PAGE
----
And perhaps there are a few devious apples in the bunch. So what? We've let crooks in in the past ... look at the Kennedy clan, the Irish, the Italians, the Jews. Seven thousand people, most of whom want to work and be secure and bring up their families ... but 325 million cannot accommodate them? True, they speak other languages. True, they are largely other colors. And there are probably a share of drug-dealers and other criminals, but even if a perfect wall existed, the United States would already have its quotient of those.

Seven thousand into a pool of 325 million. That's 0.00215384615385%

And Trump supporters, if I had to guess, would be people who counted themselves as "Christians." Christianity, the last time I looked, is based in "caritas," a word sometimes too loosely translated as "charity" or "kindness." Please tell me how all the anxiety about immigrants, whether manufactured or home-grown, is not largely based in a racism that is unwilling to take responsibility for its leanings.

I wouldn't be happy having to whine with some liberals, "Can't we all just get along?" But there is no whining about the math and no whining necessary about history.

But whining about stupidity and the kind of bonfirey agitation that Trump and his followers dance around and promote?

I woke up this morning wanting to tip my hat to Donald Trump for inspiring some poor schlub to create a series of explosive devices sent to left-leaning high-profilers. My only complaint is that the apparent perpetrator was captured so easily because he was careless in his creations. If his efforts had been a little more wily, the what-did-you-expect outcome that can be laid at Trump's doorstep might stay in the news longer.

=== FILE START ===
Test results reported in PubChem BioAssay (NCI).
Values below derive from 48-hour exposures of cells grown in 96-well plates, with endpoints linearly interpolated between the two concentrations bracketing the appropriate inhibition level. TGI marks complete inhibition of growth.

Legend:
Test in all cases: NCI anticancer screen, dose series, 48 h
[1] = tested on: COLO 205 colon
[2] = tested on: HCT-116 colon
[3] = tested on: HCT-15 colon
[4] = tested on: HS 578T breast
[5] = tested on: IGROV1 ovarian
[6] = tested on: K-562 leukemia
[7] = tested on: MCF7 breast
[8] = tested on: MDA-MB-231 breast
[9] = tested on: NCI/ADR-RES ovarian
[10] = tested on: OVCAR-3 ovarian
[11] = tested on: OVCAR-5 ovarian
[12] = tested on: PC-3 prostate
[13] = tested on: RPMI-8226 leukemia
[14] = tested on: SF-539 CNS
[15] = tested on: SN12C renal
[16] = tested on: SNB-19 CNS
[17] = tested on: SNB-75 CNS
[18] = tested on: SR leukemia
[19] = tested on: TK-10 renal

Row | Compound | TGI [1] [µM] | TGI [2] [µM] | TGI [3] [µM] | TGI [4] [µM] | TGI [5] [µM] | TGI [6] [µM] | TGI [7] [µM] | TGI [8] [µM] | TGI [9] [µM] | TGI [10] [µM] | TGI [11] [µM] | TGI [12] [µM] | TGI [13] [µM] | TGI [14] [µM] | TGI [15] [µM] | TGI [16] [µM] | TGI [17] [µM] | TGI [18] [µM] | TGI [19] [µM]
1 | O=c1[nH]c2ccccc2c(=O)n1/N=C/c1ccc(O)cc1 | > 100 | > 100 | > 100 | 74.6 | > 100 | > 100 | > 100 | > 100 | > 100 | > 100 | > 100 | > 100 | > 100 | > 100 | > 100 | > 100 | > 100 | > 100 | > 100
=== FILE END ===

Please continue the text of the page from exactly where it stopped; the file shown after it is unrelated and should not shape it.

Immigrants are brown and they're illegal. Nuff said, I guess when it comes to supporting Donald Trump. They are fleeing what Trump has referred to as "shithole" nations and will turn the U.S. into something similar....

If Trump doesn't beat them to the punch.

Friday, October 26, 2018

looking back, I guess

From my constricted and increasingly-backward-looking point of view, it is a time of revisions and nudgings that don't sit very well.

-- Tattoos are ascendant with more and more people getting more and more of them. I'm still stuck marveling that people would actually wear shirts that advertised the shirt-makers ... Izod Lacoste, Under Armor, or whatever. Suddenly my identity is not good enough. My tattoo helps me talk louder and therefore more convincingly.
-- TV offerings include more and more survival-mode activities like fishing, hunting, making shelters. Which in turn suggests that hunting a fishing skills may be necessary in a financially-divided population.